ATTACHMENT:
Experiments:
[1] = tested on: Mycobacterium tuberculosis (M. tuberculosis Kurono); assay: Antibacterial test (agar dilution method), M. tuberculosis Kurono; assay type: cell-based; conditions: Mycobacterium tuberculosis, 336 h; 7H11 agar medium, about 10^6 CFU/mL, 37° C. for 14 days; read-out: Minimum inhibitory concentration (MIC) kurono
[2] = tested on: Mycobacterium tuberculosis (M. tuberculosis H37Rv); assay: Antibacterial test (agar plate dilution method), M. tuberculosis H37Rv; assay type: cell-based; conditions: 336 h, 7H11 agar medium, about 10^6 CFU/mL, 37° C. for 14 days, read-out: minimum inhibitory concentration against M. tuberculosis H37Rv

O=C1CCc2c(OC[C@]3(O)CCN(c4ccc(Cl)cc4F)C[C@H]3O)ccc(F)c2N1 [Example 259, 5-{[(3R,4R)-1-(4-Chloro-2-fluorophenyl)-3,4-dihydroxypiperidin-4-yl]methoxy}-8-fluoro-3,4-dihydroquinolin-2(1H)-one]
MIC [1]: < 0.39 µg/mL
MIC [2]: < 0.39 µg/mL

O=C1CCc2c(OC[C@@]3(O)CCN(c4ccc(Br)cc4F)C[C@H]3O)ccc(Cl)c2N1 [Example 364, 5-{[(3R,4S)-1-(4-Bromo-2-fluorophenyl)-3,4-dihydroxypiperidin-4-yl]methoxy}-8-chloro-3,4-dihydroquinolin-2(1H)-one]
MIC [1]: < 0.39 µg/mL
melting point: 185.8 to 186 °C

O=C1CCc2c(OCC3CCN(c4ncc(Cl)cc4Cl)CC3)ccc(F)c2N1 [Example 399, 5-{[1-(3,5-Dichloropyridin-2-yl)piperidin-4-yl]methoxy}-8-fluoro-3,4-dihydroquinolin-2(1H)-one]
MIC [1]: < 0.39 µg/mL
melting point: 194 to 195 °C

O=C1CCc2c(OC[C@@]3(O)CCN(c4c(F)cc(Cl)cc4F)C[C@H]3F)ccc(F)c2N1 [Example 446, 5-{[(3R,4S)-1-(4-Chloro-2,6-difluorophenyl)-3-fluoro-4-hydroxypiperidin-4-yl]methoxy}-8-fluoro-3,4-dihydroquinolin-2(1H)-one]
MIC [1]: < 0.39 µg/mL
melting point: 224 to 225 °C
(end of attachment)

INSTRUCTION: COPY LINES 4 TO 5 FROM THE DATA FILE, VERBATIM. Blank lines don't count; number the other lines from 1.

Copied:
O=C1CCc2c(OC[C@]3(O)CCN(c4ccc(Cl)cc4F)C[C@H]3O)ccc(F)c2N1 [Example 259, 5-{[(3R,4R)-1-(4-Chloro-2-fluorophenyl)-3,4-dihydroxypiperidin-4-yl]methoxy}-8-fluoro-3,4-dihydroquinolin-2(1H)-one]
MIC [1]: < 0.39 µg/mL